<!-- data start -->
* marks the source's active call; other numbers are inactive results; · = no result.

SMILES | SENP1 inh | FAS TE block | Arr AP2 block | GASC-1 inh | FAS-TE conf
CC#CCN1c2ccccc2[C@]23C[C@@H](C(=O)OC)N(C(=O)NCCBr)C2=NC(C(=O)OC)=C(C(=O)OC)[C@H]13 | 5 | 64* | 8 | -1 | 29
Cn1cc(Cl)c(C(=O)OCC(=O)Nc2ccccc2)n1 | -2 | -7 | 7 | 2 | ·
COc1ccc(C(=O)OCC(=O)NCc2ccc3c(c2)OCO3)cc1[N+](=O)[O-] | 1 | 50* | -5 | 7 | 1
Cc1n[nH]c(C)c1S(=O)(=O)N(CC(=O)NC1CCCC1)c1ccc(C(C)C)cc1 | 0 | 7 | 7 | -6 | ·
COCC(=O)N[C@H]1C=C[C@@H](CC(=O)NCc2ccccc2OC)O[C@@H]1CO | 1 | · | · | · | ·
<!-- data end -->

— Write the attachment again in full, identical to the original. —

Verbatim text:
* marks the source's active call; other numbers are inactive results; · = no result.

SMILES | SENP1 inh | FAS TE block | Arr AP2 block | GASC-1 inh | FAS-TE conf
CC#CCN1c2ccccc2[C@]23C[C@@H](C(=O)OC)N(C(=O)NCCBr)C2=NC(C(=O)OC)=C(C(=O)OC)[C@H]13 | 5 | 64* | 8 | -1 | 29
Cn1cc(Cl)c(C(=O)OCC(=O)Nc2ccccc2)n1 | -2 | -7 | 7 | 2 | ·
COc1ccc(C(=O)OCC(=O)NCc2ccc3c(c2)OCO3)cc1[N+](=O)[O-] | 1 | 50* | -5 | 7 | 1
Cc1n[nH]c(C)c1S(=O)(=O)N(CC(=O)NC1CCCC1)c1ccc(C(C)C)cc1 | 0 | 7 | 7 | -6 | ·
COCC(=O)N[C@H]1C=C[C@@H](CC(=O)NCc2ccccc2OC)O[C@@H]1CO | 1 | · | · | · | ·